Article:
Plumptre Hospital

Plumptre Hospital is a grade II listed building on the corner of Fisher Gate and Poplar Street. It was an almshouse founded in 1392 in the reign of Richard II and dedicated to the Blessed Virgin Mary. The plaque above the door reads:

'Funded and endowed for the support of a master, a priest and thirteen poor widows by John de Plumptre in 1392. Repaired by Huntingdon Plumptre Esq in AD 1650.  Repaired by John Plumptre Esq in AD 1751.  Repaired by John Plumptre Esq, his son, in AD 1755. The first stone of the present hospital was aid on the first day of August 1823 by Rev Charles Thoams Plumptre Esq, Rector of Claypole Lincoldnshire, on behalf of his father, John Plumptre of Fredville in the County of Kent. The Master or Guardian of the said hospital and descendent of the father'.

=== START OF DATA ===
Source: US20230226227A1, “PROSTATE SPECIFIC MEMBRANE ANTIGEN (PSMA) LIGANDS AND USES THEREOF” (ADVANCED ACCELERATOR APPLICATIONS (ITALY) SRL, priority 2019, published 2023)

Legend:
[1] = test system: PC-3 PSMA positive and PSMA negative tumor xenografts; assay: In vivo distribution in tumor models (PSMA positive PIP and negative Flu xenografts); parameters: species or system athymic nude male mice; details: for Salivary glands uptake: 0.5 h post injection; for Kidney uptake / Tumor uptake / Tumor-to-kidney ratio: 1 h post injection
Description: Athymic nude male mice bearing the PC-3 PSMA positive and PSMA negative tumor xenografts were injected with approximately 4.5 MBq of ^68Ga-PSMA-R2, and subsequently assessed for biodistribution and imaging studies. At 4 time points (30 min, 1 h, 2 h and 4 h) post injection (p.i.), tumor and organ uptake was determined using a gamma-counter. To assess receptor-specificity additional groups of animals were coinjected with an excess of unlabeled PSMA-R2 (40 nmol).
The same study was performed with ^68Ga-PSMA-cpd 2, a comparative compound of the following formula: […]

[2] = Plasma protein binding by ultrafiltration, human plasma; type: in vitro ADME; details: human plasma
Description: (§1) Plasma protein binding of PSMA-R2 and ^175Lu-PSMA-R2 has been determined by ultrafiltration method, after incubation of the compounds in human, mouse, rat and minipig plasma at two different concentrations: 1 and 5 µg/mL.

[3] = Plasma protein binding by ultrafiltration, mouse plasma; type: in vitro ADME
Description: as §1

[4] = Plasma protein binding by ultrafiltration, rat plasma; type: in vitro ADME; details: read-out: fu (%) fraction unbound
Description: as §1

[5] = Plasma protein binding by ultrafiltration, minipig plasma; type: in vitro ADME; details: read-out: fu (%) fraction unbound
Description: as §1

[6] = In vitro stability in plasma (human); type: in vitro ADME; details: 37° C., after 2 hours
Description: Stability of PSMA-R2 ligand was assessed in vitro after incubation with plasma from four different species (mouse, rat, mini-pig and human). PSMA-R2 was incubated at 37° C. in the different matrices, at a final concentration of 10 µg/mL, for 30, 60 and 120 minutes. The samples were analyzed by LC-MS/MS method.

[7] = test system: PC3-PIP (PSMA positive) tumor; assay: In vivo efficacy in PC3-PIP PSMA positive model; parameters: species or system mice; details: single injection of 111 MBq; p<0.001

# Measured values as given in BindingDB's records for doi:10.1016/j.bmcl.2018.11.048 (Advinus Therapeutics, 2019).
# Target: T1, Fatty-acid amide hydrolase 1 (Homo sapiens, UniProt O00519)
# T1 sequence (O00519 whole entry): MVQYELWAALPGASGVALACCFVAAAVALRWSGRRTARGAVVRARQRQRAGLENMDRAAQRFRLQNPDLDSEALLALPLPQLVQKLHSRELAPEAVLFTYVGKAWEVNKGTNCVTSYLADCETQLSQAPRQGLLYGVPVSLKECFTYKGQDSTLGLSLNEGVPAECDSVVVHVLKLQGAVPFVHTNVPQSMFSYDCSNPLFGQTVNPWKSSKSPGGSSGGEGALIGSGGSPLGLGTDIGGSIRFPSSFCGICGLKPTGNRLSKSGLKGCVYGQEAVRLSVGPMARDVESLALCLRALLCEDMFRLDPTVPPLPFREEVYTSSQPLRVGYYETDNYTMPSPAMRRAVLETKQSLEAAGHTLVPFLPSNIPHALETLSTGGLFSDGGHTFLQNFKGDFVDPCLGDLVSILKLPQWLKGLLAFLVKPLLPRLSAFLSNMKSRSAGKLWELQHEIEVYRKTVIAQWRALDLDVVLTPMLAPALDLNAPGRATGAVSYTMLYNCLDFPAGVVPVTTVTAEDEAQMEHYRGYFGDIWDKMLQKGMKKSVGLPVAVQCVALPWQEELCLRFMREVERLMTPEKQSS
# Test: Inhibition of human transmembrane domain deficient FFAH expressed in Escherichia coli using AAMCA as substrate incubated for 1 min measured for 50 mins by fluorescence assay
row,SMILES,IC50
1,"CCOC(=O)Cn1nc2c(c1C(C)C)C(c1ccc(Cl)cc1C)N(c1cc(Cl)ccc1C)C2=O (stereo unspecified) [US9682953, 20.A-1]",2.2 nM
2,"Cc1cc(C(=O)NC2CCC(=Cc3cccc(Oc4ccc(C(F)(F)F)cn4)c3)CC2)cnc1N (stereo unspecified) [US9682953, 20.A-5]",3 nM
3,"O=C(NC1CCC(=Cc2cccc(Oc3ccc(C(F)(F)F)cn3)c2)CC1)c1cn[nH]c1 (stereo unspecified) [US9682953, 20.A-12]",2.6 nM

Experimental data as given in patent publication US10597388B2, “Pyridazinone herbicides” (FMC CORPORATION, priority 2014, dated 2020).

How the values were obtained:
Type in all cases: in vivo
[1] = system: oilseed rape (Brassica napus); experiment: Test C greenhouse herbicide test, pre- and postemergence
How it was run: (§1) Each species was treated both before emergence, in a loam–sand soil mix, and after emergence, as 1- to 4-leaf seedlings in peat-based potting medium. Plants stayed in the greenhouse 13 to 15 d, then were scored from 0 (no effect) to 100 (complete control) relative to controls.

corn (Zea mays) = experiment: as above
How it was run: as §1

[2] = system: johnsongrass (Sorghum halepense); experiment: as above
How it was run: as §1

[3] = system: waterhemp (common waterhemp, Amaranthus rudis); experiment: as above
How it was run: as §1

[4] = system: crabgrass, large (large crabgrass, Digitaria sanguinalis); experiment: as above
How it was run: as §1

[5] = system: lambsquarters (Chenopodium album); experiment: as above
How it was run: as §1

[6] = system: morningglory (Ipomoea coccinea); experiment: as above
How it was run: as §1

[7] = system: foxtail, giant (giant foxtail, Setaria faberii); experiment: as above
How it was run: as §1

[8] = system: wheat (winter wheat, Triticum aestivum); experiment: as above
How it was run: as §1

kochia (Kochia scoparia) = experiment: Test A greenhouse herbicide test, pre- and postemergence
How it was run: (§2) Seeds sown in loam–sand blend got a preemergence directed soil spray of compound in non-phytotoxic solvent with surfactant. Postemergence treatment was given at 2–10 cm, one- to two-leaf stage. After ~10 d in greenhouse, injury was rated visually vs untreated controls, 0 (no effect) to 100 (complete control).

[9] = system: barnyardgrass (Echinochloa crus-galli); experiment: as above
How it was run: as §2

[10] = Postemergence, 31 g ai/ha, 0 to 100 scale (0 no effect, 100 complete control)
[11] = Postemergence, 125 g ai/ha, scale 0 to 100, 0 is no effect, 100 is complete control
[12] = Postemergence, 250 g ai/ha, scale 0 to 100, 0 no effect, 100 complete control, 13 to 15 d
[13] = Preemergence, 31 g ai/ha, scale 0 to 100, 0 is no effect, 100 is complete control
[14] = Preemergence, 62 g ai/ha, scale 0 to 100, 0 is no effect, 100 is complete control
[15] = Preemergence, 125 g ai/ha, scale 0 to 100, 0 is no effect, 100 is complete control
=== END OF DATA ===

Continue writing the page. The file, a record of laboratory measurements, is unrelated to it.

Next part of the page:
The hospital was one of the few to be spared when Edward VI's Chantries Act of 1547 swept away charitable religious institutions. The 1823 building was designed by Edward Staveley (1768 - 1837).  In 1823 each resident received £13 10s, a ton of coal and one gown.  In the garden at the rear there is a plaque on the wall which reads 'Sufficit Meruisis' which means 'it is enough to serve'.

The building was still used as for sheltered housing until the 1980s. It was derelict for about 10 years until it was leased by the RNIB and in 2009 it was the office of the Direct Health Group.